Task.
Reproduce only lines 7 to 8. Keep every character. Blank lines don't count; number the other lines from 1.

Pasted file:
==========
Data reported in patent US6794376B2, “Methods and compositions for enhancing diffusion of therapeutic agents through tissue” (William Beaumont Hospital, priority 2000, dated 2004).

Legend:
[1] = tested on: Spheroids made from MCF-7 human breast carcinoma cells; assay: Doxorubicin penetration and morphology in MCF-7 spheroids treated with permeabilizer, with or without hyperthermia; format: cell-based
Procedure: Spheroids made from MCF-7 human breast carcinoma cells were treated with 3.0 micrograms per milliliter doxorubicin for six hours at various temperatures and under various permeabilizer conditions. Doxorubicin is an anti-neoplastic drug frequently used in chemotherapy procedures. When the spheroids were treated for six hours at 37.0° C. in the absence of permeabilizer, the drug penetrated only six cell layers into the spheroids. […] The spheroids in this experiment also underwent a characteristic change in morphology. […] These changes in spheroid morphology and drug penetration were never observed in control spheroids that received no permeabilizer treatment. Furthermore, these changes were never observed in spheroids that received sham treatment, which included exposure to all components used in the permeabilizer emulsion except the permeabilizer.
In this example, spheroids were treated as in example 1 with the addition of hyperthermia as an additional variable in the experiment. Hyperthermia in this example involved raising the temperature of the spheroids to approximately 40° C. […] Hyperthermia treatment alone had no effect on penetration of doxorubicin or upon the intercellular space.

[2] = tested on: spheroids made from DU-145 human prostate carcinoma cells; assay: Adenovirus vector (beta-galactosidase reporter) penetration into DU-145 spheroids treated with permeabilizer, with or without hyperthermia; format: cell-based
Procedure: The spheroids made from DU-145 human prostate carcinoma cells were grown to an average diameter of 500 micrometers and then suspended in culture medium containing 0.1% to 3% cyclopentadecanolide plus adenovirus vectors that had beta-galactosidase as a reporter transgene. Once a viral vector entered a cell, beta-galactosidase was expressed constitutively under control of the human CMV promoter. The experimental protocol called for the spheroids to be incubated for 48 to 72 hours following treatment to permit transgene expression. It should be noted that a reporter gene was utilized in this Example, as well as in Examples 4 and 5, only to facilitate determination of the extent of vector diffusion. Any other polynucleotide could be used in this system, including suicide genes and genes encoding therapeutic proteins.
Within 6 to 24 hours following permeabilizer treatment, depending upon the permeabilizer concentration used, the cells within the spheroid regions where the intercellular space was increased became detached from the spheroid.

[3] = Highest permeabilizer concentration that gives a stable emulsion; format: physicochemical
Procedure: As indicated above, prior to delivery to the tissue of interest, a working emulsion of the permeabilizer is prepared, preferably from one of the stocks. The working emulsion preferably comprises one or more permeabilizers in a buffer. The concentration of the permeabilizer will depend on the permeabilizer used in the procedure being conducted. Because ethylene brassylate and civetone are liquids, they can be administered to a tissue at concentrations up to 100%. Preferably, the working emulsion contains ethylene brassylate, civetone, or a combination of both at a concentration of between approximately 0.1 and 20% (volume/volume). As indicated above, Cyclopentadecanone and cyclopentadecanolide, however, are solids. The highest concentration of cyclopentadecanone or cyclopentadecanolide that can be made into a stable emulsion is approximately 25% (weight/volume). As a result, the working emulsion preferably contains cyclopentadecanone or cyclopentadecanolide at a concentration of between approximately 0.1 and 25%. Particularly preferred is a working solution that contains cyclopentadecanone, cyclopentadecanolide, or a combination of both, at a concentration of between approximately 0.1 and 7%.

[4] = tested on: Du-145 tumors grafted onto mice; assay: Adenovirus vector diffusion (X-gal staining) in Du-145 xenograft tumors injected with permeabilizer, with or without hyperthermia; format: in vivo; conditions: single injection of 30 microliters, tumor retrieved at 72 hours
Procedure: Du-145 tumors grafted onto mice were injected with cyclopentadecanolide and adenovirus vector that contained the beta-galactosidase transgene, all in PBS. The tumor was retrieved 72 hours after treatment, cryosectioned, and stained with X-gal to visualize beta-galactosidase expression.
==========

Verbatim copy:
Procedure: The spheroids made from DU-145 human prostate carcinoma cells were grown to an average diameter of 500 micrometers and then suspended in culture medium containing 0.1% to 3% cyclopentadecanolide plus adenovirus vectors that had beta-galactosidase as a reporter transgene. Once a viral vector entered a cell, beta-galactosidase was expressed constitutively under control of the human CMV promoter. The experimental protocol called for the spheroids to be incubated for 48 to 72 hours following treatment to permit transgene expression. It should be noted that a reporter gene was utilized in this Example, as well as in Examples 4 and 5, only to facilitate determination of the extent of vector diffusion. Any other polynucleotide could be used in this system, including suicide genes and genes encoding therapeutic proteins.
Within 6 to 24 hours following permeabilizer treatment, depending upon the permeabilizer concentration used, the cells within the spheroid regions where the intercellular space was increased became detached from the spheroid.